Record-setting Mitchell soars to CJ Cup summit, Spieth five back

By Sports Desk October 15, 2021

Keith Mitchell built a commanding five-shot lead entering the weekend following another impressive round at The CJ Cup.

Mitchell carded an eight-par-under 64 to soar to the top of the leaderboard after the second round in Nevada on Friday.

The one-time PGA Tour champion dazzled with a first-round 62 and the American backed that up by holing an eagle, seven birdies and just one bogey.

Mitchell is the player to beat at the halfway stage after setting a new tournament 36-hole record at 18 under.

"I spent a lot of time in the last few days leading up to this tournament working hard on my game and it's showing," said Mitchell, whose lone victory came at the 2019 Honda Classic.

"I'm very thankful for that. Just shows you that hard work pays off as long as you're doing the right things."

Former world number one Jordan Spieth (65), Kim Seong-hyeon (63), Harry Higgs (67) and Adam Scott (63) are Mitchell's nearest challengers at 13 under heading into Saturday's penultimate round.

Spieth made his move late in the day with four birdies in five holes to earn a share of second position, while another former world number one – Scott – enjoyed a red-hot finish to his day after going birdie-birdie-eagle-birdie-par-birdie-eagle in his last seven holes.

Scott's second round included a career-high 14 one putts, having played the final seven holes eight under – his best seven-hole stretch to close a round on Tour.

Four-time major champion Rory McIlroy (67) shot his second round in the 60s to move into a tie for 19th position, nine shots behind Mitchell – alongside Abraham Ancer, who made an albatross on the par-five 14th hole, while Masters winner Hideki Matsuyama (70) and two-time CJ Cup champion Justin Thomas (67) are a stroke further back.

American star Brooks Koepka lost ground following his two-under-par 70 which left him seven under, while Dustin Johnson bounced back from his opening-round 74 with a 66.

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  • US PGA Championship: 'He made it look easy' – Woods leads praise for early leader McIlroy US PGA Championship: 'He made it look easy' – Woods leads praise for early leader McIlroy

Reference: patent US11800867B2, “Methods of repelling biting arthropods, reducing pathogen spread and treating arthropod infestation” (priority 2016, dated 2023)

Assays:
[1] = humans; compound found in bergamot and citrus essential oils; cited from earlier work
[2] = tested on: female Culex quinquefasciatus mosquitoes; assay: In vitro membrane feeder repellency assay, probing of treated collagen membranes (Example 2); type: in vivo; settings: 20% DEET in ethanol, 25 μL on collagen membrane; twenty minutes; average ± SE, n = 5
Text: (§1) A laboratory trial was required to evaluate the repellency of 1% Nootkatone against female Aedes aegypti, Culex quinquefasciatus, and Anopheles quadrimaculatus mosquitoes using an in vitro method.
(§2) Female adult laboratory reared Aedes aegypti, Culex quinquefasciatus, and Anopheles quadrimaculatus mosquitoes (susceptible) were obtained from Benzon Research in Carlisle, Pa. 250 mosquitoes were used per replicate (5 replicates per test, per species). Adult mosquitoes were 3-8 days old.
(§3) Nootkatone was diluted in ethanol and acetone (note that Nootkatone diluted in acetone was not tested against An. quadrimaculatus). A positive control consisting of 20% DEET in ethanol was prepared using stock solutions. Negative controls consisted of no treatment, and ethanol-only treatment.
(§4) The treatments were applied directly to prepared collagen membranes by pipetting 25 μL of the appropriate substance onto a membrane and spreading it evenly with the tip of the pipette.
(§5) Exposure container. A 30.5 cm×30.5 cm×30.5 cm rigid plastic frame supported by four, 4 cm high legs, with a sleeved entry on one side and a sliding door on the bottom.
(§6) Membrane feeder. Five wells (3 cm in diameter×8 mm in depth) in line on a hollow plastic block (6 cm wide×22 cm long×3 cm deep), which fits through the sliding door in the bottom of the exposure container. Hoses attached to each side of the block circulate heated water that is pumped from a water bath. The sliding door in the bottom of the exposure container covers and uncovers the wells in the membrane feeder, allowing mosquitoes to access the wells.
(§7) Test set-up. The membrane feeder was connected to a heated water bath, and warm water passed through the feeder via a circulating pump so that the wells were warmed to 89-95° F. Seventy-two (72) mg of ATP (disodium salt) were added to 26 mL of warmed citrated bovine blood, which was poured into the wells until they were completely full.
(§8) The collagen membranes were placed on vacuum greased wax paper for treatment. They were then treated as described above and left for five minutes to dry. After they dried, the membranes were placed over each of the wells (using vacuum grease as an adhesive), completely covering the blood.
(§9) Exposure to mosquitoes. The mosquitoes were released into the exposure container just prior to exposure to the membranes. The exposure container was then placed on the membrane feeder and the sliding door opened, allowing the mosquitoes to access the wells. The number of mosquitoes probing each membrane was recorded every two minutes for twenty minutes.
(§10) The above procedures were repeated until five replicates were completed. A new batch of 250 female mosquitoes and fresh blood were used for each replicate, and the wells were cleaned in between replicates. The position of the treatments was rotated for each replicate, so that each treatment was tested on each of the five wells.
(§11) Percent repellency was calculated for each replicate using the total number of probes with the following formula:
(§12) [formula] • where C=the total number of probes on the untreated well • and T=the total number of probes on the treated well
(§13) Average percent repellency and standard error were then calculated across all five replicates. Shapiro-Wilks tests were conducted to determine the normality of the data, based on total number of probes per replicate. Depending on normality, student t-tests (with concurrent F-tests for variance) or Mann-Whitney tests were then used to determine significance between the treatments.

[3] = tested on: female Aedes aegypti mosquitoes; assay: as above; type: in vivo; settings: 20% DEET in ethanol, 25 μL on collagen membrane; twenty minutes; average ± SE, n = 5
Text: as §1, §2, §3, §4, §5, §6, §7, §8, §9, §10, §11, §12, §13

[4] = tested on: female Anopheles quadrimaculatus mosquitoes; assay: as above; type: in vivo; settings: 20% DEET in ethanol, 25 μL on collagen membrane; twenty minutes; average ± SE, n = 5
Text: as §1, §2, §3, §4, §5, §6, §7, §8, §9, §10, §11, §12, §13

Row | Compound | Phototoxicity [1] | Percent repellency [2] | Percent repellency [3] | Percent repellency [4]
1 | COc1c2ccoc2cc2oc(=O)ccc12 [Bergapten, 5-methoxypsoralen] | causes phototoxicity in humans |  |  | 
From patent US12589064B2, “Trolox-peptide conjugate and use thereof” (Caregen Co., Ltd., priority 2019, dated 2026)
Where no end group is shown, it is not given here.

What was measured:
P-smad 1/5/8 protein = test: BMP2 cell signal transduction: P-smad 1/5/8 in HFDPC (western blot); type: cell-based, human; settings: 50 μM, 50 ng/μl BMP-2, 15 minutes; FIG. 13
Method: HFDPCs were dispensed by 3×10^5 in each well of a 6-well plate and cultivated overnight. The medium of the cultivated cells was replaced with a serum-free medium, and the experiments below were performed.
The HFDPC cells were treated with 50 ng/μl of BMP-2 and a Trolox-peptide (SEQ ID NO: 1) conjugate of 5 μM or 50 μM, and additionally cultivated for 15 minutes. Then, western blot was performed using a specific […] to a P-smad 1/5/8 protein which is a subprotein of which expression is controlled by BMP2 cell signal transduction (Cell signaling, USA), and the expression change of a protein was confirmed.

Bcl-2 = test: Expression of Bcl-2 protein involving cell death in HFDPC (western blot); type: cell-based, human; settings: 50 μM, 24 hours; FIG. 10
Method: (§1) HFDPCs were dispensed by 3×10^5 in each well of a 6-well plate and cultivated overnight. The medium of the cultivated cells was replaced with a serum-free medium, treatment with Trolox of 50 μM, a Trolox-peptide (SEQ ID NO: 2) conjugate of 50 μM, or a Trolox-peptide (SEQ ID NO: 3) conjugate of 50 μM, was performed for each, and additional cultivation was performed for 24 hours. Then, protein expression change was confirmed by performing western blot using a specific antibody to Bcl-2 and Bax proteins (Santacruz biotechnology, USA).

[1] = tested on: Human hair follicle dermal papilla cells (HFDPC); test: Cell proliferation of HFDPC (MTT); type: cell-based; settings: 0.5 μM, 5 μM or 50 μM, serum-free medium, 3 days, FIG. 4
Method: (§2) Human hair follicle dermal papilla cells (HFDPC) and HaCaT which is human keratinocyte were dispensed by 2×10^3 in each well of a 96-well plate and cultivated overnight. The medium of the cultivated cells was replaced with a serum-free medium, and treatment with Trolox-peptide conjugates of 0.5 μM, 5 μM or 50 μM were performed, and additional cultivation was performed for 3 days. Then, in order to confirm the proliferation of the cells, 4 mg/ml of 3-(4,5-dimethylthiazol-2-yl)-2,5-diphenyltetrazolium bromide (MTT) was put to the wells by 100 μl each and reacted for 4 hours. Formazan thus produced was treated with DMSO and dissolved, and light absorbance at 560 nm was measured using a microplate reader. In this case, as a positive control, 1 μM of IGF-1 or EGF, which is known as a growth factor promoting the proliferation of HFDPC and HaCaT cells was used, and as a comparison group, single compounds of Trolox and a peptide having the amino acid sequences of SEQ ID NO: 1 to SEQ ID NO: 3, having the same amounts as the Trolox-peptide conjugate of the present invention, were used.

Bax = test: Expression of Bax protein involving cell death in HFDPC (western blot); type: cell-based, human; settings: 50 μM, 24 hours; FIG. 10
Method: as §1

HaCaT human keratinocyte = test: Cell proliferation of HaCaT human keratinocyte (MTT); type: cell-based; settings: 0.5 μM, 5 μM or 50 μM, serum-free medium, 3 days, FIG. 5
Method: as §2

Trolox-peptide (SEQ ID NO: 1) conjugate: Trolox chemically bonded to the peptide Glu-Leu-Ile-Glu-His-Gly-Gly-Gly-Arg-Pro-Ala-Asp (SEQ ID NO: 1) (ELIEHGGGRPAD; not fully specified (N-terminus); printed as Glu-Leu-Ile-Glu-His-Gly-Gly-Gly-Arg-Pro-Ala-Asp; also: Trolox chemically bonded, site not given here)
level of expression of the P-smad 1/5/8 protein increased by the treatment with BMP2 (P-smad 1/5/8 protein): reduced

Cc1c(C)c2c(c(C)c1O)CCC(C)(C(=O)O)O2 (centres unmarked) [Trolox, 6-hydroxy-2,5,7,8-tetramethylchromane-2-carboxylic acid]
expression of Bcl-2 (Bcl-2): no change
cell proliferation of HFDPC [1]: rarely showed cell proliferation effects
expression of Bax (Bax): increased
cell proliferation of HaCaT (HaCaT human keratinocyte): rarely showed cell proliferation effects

Tiger Woods says Rory McIlroy "made it look very easy" after the Northern Irishman set the early pace on day one of the US PGA Championship.

    Seeking a first major in eight years, McIlroy carded five-under 65 to take a one-shot lead into the clubhouse at Southern Hills on Thursday.

    The 33-year-old, who won this event in 2012 and 2014, closed with a birdie on the final hole – his seventh of the day – to put himself in strong contention for another title.

    He teed off in a marquee group alongside Jordan Spieth and Woods, who carded 74 and 72 respectively, with the latter impressed by what he saw from McIlroy.

    "Obviously you can shoot something in the mid-60s, Rory proved that today," Woods told Sky Sports. "He made it look very easy. 

    "He had a couple of shots where he slipped away and he still shot five under and made it look very easy."

    McIlroy, who finished second in last month's Masters after shooting a record-equalling eight-under 64 on the final day, is not getting carried away just yet.

    "I came in here knowing that my game was in good shape," McIlroy said. "So it's just a matter of going out there and executing the shots that you know that you can.

    "Today I did that very well and I just need to try to replicate that tomorrow, Saturday, Sunday and not get ahead of myself, but it was a great start."

    While McIlroy is in a strong position, Woods faces an uphill battle to make the cut, as he did at the Masters last month, but he is not giving up hope of a big recovery on Friday.